The first time I called Perry Street for a reservation, I managed to get a table for 5:30 on a blasting hot August evening when no one seemed to be in the city except for me and a few exhausted bike messengers wobbling up and down the steamy avenues. The second time, I wasn’t so lucky. “We’re fully booked that day,” said the tart voice on the end of the line. I asked about another day. “I’m sorry, we’re fully booked,” came the clipped reply. I asked for a table a month away. They were taking reservations only two weeks in advance. “So you’re booked for the next two weeks?” I asked. Silence. “So why didn’t you tell me that in the first place?” I got no good answer to that, so I hung up. Then I asked my wife to try to get us a table, thinking maybe I’d angered the telephone person in some way. After a couple of minutes, my wife called back. “Don’t make me call those people again,” she said. “They’re mean.” So I called a writer I know, a well-connected man-about-town, to see if he could get me a table. “Sure,” he said. “Just tell me when.”
Jean-Georges Vongerichten’s latest venture (his eighth in Manhattan) is supposed to be a casual neighborhood joint, but then Jean-Georges’s idea of a casual neighborhood joint is a little different from yours and mine. I understand Perry Street is taking reservations a month in advance these days, but unless you’re Lou Reed or Nicole Kidman or some other fabulous resident of the chef’s fabulous new neighborhood on the far western fringes of the West Village, you probably don’t stand a chance for dinner. The dining room is a cool slip of a place by today’s baroque restaurant-design standards. It’s located, as you must surely know by now, in one of the icy, all-glass Richard Meier structures overlooking the Hudson, where the chef also happens to own an apartment on the seventh floor. From the outside, with the lights shimmering through the frosted glass, his restaurant looks quite beautiful. Inside, the room feels serene and subdued, a muted symphony of soft whites (chairs and banquettes) and tan browns (wooden tables) encased in glass.
This pure, slightly antiseptic aesthetic is, of course, a reflection of Jean-Georges himself. As anyone who has visited Spice Market knows, the great chef is adept at creating every kind of culinary extravaganza. But in private, he seems to be a control freak, a man most comfortable in the cleanest, least cluttered of rooms. On one of the evenings I visited Perry Street, his gleaming silver Mercedes was parked out front, and as he patrolled the tables with furrowed brow and starched white coat buttoned to the neck, he looked more like a doctor than a cook. And so it follows that dinner at Perry Street unfolds with a kind of muted, surgical precision. Appetizers and entrées are divided on the menu into symmetrical lists of eight. Meals are served on simple white porcelain, much of which is not round but square. They’re transported to the table by serious-faced waiters dressed in white shirts and thin black ties, who pad among the tables with a kind of exaggerated quietness, like docents in the canteen of a small, somewhat dated modernist museum.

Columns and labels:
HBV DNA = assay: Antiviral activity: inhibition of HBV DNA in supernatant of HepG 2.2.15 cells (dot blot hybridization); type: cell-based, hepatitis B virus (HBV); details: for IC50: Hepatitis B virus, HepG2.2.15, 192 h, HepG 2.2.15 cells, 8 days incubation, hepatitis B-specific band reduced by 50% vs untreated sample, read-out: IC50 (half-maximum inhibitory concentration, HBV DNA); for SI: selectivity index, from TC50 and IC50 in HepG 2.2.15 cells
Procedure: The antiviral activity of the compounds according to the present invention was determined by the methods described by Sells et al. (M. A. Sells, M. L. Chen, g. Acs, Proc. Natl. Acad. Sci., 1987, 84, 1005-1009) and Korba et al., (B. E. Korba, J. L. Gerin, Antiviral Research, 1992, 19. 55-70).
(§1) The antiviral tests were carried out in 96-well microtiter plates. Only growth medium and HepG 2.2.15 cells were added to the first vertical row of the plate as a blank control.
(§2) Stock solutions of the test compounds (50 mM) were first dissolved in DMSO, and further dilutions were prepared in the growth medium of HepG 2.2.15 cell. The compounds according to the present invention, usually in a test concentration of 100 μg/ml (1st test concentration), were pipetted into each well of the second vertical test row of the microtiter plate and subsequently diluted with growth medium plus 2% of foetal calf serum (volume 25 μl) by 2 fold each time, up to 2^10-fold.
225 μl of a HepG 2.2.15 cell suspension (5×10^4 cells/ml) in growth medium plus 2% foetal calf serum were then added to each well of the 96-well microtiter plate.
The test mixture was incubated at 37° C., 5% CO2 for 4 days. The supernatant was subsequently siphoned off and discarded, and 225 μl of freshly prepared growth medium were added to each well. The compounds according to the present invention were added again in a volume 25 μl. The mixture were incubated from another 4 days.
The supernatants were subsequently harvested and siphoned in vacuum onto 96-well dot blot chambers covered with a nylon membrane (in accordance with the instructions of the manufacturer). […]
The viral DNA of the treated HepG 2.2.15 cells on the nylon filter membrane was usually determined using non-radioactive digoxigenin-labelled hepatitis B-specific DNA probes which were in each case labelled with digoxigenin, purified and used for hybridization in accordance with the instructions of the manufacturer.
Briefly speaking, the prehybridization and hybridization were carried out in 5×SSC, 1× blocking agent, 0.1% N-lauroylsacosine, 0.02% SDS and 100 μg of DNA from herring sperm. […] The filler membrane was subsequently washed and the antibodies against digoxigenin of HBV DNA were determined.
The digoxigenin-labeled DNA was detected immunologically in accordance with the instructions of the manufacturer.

The food at this canteen is often excellent, although given Mr. Vongerichten’s talents, it sometimes feels almost too spare, like he’s tossed off the recipes between trips to his far-flung holdings in Las Vegas or Shanghai. “It’s Jean-Georges lite,” said one of the food snobs assembled at my table, as we peered at the chef’s first offering: teacups of a refined watermelon gazpacho tinged with jalapeño and a little olive oil. These were followed by a series of minimalist summery appetizers: fresh asparagus (heaped with grilled shiitake mushrooms and a poached egg), a refreshing dill soup scattered with crunchy carrots and radish and bits of avocado, and frisée salad served with pickled peaches that were almost too lovely to eat, sprinkled with bits of crystallized wasabi. For fusion fanatics, there’s a strangely inert plate of red-snapper sashimi, good though gummy crab dumplings bombed with black pepper, and a delicate brick of tuna rolled in crushed rice crackers and served with a deliciously creamy emulsion spiked with a Thai chili sauce called Siracha.
Siracha chili emulsion is about as exotic as things get at Perry Street, however. The most luxurious dish by far is a simple, gently cooked piece of hamachi crowned with caviar ($40). There’s lobster also, poached to a nice soft sweetness and cut with a ginger vinaigrette. The most inventive entrée is the rabbit, which is rolled, like chicken Kiev, in a crunchy bread-crumb crust, seasoned with citrus and more chilis, and served on top of a smooth purée of soybeans. Otherwise, you’ll be pleased to know you can get a good plate of roast chicken at Perry Street (served in a slightly too salty broth studded with scallions and corn), very tender beef tenderloin (garnished with sweet onion jam), and superior country lamb chops, which, at $34, cost just over $8 per bite. My tomato-flavored portion of arctic char seemed a little heavy, like salmon, and the other fish dishes (black bass; well-cooked cod over fennel purée) were technically proficient but so indistinct I have a hard time remembering whether they tasted of anything at all.